Mushtaq Hurra

Fishing with Ali

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Fishing has been undoubtedly one of the oldest means of food gathering and recreation for man. Famous civilizations of the world like Egypt, Rome and Greece possess evidences of fishing,  using rods and other tools. Fishing is still the preferred pastime and profession of many people across the globe. Fishing with the help of rods is one of the oldest techniques to catch the prey. It is almost a great source of entertainment, amusement and employment for millions of people. People while holidaying never forget their sophisticated fishing rods to have fun with. Fishing is still very popular in every part of the globe. It helps millions to earn their livelihoods while as many sit calmly on the banks of water bodies to derive pleasure from it. Serene and calm ambience of water bodies solace people while they wait on their banks to hunt. Even psychiatrists advise people with mental health issues to go fishing because it is thought to be an effective stress buster. Since Kashmir valley is rich in fish stocks, so people here have been hunting in waters for centuries together. River banks possess festive look on holidays.

I too have had the privilege to enjoy the beauty of fishing, but I hardly remember any instance when a substantial quantity of prey had fallen into my kitty. Despite failing repeatedly, I had hardly given up the adventure because it would often relax my strained nerves. Even my father’s strong opposition would hardly deter my resolve to join my friends in the expedition.  One of my childhood pals viz Ali was almost a fishing wizard. Hooks of his rod with earthworms as bait, would entice and allure fish to fall into his trap. He was considered a sorcerer in the field. He would never go home empty-handed. While fishing, he used to make us visit the fantasy world. Though he had not been to any formal or informal school, but he was quite adroit in his art of narration. He had adept skill to narrate tales of legends. His art of unmatched blarney was highly admirable and enviable. Fishing with him would always double our pleasure and amusement. He was the Bear Grylls of our childhood days. A complete source of entertainment – Ali was a jewel. I vividly remember having bunked many classes to join him in the enterprise.

Local water bodies used to swell up during spring and summer months, and were considered suitable for fishing. Even Walter Lawrence endorses my stand. In his famous travelogue – The Valley of Kashmir, he states, ” The month of March and the early Spring is the most favourable fishing season in the Jhelum.” Abundant fish reserves in our water bodies, would make them our cherished destinations. Unlike today, the water bodies were purer and cleaner. There were no piles of polythene bags and wrappers in and around them. And fishing wasn’t any expensive adventure during those days at all.  All you need to make a fishing rod, was a pair of brass hooks which would not cost more than a rupee or two. A strong thread was easily available in our neighbourhood, since most of the households had carpet looms. My friend – Ali, possessed all the artistry to complete a fishing rod in a few minutes only. So, our indigenous weapons were prepared in real quick-time.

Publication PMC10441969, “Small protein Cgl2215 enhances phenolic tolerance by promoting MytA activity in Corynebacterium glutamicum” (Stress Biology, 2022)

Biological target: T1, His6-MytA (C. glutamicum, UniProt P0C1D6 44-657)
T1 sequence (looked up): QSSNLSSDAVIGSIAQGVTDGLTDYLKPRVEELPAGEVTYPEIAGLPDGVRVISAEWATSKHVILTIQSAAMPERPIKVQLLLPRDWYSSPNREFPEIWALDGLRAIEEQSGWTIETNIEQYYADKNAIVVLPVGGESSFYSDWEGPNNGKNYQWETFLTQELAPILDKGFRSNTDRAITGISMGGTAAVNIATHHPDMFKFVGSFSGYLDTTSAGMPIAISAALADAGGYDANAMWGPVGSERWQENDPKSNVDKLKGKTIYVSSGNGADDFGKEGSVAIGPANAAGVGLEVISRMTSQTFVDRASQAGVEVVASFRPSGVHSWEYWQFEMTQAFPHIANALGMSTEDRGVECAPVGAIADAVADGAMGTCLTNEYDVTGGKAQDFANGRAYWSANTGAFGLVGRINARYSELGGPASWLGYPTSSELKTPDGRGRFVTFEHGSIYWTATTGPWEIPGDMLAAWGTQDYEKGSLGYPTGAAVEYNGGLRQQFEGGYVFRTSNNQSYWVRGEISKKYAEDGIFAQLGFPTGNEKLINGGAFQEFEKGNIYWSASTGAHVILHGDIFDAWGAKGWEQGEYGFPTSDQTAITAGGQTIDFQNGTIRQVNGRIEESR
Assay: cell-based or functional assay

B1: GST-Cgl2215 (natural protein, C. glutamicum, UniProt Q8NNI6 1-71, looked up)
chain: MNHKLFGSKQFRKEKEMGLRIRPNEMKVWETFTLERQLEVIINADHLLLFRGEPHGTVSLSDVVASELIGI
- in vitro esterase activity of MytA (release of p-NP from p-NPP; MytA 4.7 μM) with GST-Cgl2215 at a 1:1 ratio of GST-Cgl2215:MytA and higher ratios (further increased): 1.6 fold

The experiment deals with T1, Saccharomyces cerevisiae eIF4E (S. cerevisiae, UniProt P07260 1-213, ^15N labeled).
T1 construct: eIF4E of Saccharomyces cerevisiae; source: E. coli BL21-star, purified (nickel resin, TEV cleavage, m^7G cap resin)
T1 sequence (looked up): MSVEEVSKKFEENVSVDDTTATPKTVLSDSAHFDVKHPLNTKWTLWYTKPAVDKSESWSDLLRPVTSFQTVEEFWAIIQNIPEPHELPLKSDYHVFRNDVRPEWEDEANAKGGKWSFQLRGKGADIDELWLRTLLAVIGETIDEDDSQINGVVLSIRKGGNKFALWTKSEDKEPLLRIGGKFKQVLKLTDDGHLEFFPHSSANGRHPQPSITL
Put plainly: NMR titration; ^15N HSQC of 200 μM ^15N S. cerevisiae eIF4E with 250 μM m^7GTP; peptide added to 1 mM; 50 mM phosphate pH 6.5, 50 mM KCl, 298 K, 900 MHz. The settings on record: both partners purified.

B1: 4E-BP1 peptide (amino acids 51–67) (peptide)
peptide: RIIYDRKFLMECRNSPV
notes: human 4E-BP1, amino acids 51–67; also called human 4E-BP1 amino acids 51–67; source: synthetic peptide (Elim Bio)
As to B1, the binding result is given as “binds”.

Though the rod was the most effective implement to hunt in the deep waters, but, fishing in shallow waters was altogether different. Bottomless wicker baskets were used mostly by women to catch fish. Ali never made use of the tool attributed to women for he was completely masculine. Fish hunting in the shallow waters of wetlands containing bushes like dense reeds and cattail plants, was Ali’s innate and apt knack. His Naarutch ( A long wooden weapon fitted with a bunch of strong iron hooks about one foot long ) was like a sniper rifle for him. He would hardly miss his target. He was the Howard Hill of our village. Had he been introduced to archery or shooting, he would have definitely bagged Olympic gold for his nation. Underwater movement of fish would sway the weed stems above the water, and Ali would recognise his prey like a hawk. His Naarutch throw would always yield him produce.

Occasionally, he would give us party-time celebrations on the banks of water bodies where we used to go fishing. I remember having roasted fresh fish on glowing embers. Ali was a complete package of adventure and entertainment. I have been fortunate enough to have spent the best moments of my childhood with him. What our children crave to watch on different YouTube channels, we have enjoyed the breathtaking moments, rather have been part of those engaging instances. And crooning while fishing was his another unique trait. Since fishing using a rod requires lots of time and patience, so Ali would enthral us with the famous Kashmiri Nazm called Shashrang. I still remember a few couplets from the historic folk song. Even he introduced Ali Mohammad Sheikh to us. He was a staunch fan of late legendary singer of Kashir Chhakri.

Now, Ali is no more my next-door neighbour. Although he resides in our own ancestral village but quite far away from my house. He is a father of four children. Clutches of life have entangled us all in such a way that we hardly meet or call eachother. We no more go fishing together. But, we have painted the canvas of reminiscences so beautifully that every hue of it contains a separate and unique treasure of memories. Ali, I and our other pals have acquired and assumed different positions in our lives, but we share a common past of beautiful memories.I wish him longevity, good health, happiness, success and prosperity in the rest of his life.

Author is a Teacher and a Columnist. He can be reached at [email protected]

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